To be sure, a cloud of uncertainty hangs over the still pending so-called "national cohesion government" that was slated to come out of the much-vaunted "National Consultations"--which were boycotted by a number of opposition parties, including Etienne Tshisekedi's "Union pour la Démocratie et le Progrès Social" (UDPS), Vital Kamerhe's "Union pour la Nation Congolaise" (UNC), and MP Martin Fayulu's "Engagement pour la Citoyenneté et le Développement" (ECiDé).
But some other opposition elements saw those national consultations as a springboard for political rebirth and were consequently accused by radical oppositionists as opportunists scrambling for personal financial gains.
Especially, these critics were quick to point out, as the siren call was sounded by none other than Senate President and National Consultations Presidium co-chair, Sen. Léon Kengo wa Dondo himself--a political master contortionist who'd bent himself in every conceivable position from the dawn of his political career in the heyday of the Mobutu dictatorship down to his very enviable current position in the Kabila regime.
Last year, even before the opening of the National Consultations, Kengo had assured hungry sharks waiting in the wings in the opposition and in front of cameras of the national television that a new government of "national cohesion" would necessarily issue from those proceedings.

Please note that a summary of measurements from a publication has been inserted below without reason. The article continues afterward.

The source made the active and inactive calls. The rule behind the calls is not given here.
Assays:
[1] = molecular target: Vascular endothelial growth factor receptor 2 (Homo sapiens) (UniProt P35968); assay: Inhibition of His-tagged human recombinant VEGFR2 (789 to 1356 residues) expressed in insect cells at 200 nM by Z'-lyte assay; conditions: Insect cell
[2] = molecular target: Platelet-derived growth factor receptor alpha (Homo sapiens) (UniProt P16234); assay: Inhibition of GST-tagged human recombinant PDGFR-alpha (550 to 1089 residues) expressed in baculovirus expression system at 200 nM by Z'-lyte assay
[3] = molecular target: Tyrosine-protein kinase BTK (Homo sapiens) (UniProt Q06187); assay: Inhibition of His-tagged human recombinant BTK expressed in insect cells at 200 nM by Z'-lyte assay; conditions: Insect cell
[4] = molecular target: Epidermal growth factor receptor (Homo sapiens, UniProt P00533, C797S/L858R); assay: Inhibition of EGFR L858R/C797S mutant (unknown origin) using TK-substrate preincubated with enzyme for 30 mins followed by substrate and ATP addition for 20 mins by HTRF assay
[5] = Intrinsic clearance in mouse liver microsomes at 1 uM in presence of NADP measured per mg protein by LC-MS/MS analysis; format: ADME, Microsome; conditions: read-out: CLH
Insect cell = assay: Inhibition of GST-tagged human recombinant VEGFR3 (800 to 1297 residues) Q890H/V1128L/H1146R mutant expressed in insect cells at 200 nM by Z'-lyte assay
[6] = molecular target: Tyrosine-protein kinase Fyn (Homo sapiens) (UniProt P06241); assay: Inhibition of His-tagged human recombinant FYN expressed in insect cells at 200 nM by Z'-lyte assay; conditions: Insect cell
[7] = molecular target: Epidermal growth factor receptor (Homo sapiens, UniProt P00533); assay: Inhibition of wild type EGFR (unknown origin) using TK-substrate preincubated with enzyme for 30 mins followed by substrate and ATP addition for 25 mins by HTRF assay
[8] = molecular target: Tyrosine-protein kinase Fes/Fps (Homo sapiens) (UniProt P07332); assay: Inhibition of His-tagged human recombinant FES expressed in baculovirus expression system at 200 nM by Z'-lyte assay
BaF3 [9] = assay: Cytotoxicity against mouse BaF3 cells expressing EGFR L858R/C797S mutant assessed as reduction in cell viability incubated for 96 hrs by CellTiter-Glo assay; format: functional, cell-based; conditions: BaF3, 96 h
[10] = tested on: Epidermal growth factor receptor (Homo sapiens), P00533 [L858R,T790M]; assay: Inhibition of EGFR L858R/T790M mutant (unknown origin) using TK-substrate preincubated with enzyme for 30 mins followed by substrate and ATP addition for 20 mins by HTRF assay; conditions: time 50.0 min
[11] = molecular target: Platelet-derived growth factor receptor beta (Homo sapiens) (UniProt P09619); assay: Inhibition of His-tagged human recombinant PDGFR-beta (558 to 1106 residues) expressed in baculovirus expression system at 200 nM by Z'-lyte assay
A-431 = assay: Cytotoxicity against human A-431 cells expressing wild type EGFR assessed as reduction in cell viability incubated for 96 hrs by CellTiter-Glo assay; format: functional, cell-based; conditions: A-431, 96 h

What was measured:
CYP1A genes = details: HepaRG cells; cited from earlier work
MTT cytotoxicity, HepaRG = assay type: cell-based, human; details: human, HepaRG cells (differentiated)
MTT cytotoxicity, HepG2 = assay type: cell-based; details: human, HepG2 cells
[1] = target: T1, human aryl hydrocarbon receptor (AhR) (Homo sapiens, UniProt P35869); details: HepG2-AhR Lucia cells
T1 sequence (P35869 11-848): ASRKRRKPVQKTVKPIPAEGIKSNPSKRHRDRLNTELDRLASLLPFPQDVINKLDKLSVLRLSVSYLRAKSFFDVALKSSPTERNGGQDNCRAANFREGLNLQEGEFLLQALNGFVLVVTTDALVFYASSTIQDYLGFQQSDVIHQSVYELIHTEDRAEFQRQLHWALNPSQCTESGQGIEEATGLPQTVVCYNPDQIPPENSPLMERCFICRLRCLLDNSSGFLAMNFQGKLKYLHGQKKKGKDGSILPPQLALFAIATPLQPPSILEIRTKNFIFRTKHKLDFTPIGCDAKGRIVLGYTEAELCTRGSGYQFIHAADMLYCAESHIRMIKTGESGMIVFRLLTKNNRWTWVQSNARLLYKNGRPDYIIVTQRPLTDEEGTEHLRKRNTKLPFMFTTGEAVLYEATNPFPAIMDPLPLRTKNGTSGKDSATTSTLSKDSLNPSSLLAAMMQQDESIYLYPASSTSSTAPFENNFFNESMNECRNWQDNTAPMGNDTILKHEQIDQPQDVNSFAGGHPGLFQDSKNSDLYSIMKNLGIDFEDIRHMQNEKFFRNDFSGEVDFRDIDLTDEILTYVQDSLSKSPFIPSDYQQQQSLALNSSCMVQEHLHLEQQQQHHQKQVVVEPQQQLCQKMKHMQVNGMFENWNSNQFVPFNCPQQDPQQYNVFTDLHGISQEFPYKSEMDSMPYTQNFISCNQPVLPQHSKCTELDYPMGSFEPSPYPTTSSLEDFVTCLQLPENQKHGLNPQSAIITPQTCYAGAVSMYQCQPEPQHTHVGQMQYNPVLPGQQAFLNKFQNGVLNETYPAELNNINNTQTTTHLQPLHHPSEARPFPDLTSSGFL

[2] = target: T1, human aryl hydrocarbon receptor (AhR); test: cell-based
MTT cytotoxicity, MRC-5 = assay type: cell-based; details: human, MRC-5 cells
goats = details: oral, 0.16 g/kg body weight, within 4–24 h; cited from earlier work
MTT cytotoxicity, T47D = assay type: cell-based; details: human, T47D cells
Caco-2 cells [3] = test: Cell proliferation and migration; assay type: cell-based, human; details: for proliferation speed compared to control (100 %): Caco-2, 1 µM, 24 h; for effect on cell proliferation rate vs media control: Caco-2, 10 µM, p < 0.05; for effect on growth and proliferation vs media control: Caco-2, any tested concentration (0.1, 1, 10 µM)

In the meantime, a very embarrassed MP Fayulu, a hardline contradictor of the regime and an ally of Vital Kamerhe, took the extraordinary step of suspending from ECiDé one of its rising stars, Serge Welo, who'd turned up without his party's credentials at the National Consultations as the self-appointed "representative of the diaspora."
And lately while Fayulu has been undertaking the lame crusade to garner citizens' signatures for a petition to oust Apollinaire Malumalu from the chairmanship of the national electoral commission, Kamerhe on his part has embarked on a likewise fruitless solo off-season electioneering in the Kivu.
Much lot of good both ventures have done them! Both men are instead seen as self-serving pols and the faction of the opposition they represent as listless.
Running true to form, however, Sen. Kengo has just came out this Wednesday, February 19 with a mega political platform called "Opposition Républicaine" (OR) corralling more than 30 opposition political parties--a feat that makes some pundits wager he may be either the next Prime Minister or at the very least the "informateur" or headhunter of the upcoming cabinet.